by Amanda Cleary Eastep
It was my lucky day.
At least that’s what the neon yellow piece of paper sticking out of the library book said.
Your Lucky Day Collection
The medieval mystery sounded interesting and the perfect book for a weekend in Michigan. So, with unexpected fortune in my cards and a winner’s spring in my step, I headed to the front desk.
“This is a Lucky Day Collection,” the librarian said with the kind of enthusiasm you only find in the city morgue.
Feeling guilty that I didn’t read the explanation on the lower half of the yellow paper, I kindly asked her to explain.
“You can only check out the book for five days, it’s non-renewable, and the fine is $2 per day.”
My enthusiasm now matching hers I replied, “Wow, it’s my lucky day all right.”
“Do you want the book?”
Tempting, but… I wasn’t convinced by her soggy sales pitch. Should I tell her that my expectations as a library patron and taxpayer were not being met? Should I give her a few pointers on marketing her product?
And what about the guy in library marketing? He was probably up in his office envisioning people lined up to get their hands on those yellow-ticketed new arrivals and thinking, “It’ll be just like the ‘free chicken sandwiches for a year’ campaign that had folks camped out all weekend to be the first 100 customers at the new Chick-fil-A!”
Then I wondered. Have I ever been that guy? Have you?
There are ways to gauge if your customers are “getting” the message. You get it; heck, you live and breathe your branding messages or that new campaign slogan. They are printed on neon green paper and tacked to your cubicle wall. Your daughter cross-stitched and framed them for your birthday.
But are your employees getting the message?
How would the guy in IT describe your company or product or service? What about the assistant in the business office?
How is your “librarian” helping to move your potential “best-seller”?
That Lucky Day Collection campaign should have made me thrilled to have snagged the newest-arrival-hot-off-the-press-best-seller-in-three-states-and-Canada medieval mystery. But it didn’t. Someone didn’t tell the librarian how to communicate the benefits to the customer. Or maybe the benefits were overshadowed by the penalties. Or maybe she’s just a curmudgeon.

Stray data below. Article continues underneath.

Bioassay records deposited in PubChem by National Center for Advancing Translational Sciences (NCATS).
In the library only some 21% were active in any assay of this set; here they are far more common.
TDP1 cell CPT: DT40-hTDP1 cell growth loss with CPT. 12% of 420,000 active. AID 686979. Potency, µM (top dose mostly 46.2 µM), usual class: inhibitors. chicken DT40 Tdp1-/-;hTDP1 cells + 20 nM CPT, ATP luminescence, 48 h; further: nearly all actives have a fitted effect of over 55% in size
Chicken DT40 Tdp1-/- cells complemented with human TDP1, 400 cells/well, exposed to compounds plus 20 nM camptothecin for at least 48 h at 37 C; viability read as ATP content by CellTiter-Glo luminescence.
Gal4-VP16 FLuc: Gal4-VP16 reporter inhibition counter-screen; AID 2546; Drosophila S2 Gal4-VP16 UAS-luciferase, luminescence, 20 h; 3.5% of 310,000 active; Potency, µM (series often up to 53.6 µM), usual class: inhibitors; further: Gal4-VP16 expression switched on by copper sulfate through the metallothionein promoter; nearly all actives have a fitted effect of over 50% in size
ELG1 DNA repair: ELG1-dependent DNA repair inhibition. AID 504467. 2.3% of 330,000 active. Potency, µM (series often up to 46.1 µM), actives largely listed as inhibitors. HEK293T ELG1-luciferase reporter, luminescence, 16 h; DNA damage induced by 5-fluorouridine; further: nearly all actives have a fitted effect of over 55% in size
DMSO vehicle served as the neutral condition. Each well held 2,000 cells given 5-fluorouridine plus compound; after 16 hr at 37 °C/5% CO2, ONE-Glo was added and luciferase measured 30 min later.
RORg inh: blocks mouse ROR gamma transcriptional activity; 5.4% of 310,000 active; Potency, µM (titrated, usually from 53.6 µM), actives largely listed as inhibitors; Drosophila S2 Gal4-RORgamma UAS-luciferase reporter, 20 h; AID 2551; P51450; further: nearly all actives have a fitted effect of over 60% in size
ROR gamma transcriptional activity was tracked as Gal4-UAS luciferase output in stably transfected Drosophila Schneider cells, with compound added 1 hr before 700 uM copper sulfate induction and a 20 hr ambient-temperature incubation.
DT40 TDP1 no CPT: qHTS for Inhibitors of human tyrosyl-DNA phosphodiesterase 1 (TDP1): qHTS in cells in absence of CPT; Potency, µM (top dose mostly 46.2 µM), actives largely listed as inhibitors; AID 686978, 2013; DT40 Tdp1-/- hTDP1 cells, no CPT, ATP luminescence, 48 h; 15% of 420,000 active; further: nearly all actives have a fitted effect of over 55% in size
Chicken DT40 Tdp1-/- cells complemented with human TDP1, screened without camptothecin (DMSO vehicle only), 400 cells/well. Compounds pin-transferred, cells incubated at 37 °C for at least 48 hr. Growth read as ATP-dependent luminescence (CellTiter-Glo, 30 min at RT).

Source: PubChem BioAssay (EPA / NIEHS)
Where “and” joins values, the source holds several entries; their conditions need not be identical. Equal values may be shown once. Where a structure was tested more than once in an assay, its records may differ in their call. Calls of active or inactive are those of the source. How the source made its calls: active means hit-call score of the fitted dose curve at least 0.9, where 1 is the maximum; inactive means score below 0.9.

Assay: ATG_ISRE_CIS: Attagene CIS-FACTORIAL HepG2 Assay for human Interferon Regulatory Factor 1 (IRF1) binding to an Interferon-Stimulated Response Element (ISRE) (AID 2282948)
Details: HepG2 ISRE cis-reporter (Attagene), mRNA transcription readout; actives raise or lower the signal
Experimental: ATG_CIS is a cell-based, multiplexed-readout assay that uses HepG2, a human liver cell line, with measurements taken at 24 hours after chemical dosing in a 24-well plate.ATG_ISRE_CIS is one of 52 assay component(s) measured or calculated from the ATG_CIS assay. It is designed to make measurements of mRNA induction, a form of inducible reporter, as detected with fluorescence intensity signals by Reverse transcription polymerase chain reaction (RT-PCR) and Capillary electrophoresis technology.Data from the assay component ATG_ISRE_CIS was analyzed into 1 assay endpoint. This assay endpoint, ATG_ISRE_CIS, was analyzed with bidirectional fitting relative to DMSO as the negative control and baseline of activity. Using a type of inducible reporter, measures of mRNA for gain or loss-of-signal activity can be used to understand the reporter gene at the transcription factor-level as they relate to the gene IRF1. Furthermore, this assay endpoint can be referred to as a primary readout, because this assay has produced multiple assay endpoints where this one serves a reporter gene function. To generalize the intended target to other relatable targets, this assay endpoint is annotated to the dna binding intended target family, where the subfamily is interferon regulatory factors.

Let’s assume in this scenario that what we have is a lack of internal communication.
Marketing internally can be as important as marketing externally so that your customer has a consistent experience. Here are a few ways to enhance your internal communications, no matter your intended message:
1. Go organic—My dad often tells the story of his first date. The moral: never order pizza with piping hot cheese when you want to impress a girl. Everyone in our family knows the story. We can relate it to any person who will listen. Maybe not with the same level of drama he exhibits when scalding dairy product adheres to chin…but close. So, tell your story often and consistently to your internal audience (some dramatic yelping may help), always planting the seeds and helping the message take root naturally. As long as what you say is backed up by who you are, your employees will be sharing the same story that you are with customers.
One way to do it: E-mail announcements or links to recent web stories or new online publications through your e-lists. Few employees regularly check the company homepage, but everyone checks their e-mail. Each time I do this, I receive some “thanks for sharing” replies.
2. Lead—or invite yourself to—meetings—A town hall-style meeting, preferably accompanied by cookies, can sometimes be an effective venue for explaining everything from a new campaign to post-board meeting updates. But I find that this doesn’t always encourage open questions from attendees. Key people visiting each department to communicate their special project and ask for feedback does.
One way to do it: After two people from our organization developed a new initiative, they systematically presented the nearly final draft to every other department. Requesting 10 minutes of regular staff meetings, they first offered an e-mailed preview of their proposal, then presented a brief synopsis at the meeting and WELCOMED feedback from others before writing a final version. Weeks later, I witnessed key messages from their proposal being integrated into the external communications and initiatives of other departments.
3. Share special publications–That beautiful and glossy five-year strategic plan booklet doesn’t have to be handed out to only board members, donors, and investors. Special publications can provide a greater level of detail or–just the opposite–provide the most important points of complex strategies or campaigns. Use them as part of organic messaging and in conjunction with verbal communication efforts.
One way to do it: Special documents, like the proposal from #2, will give all the details an employee could ever want to know. Other publications, such as that glossy strategic plan booklet, are effective visual aids for, in this case, outlining the goals of an organization so that everyone can understand the overall vision and consider their part in realizing it. But make it personal, don’t just stuff those puppies in employee mailboxes. Even with a recurring publication like our biannual magazine, I discovered that hand delivering as many as possible elicits a reaction that borders on “This must be my lucky day…”
What are some ways you are communicating the message to your internal audience? (Sticky notes don’t count.)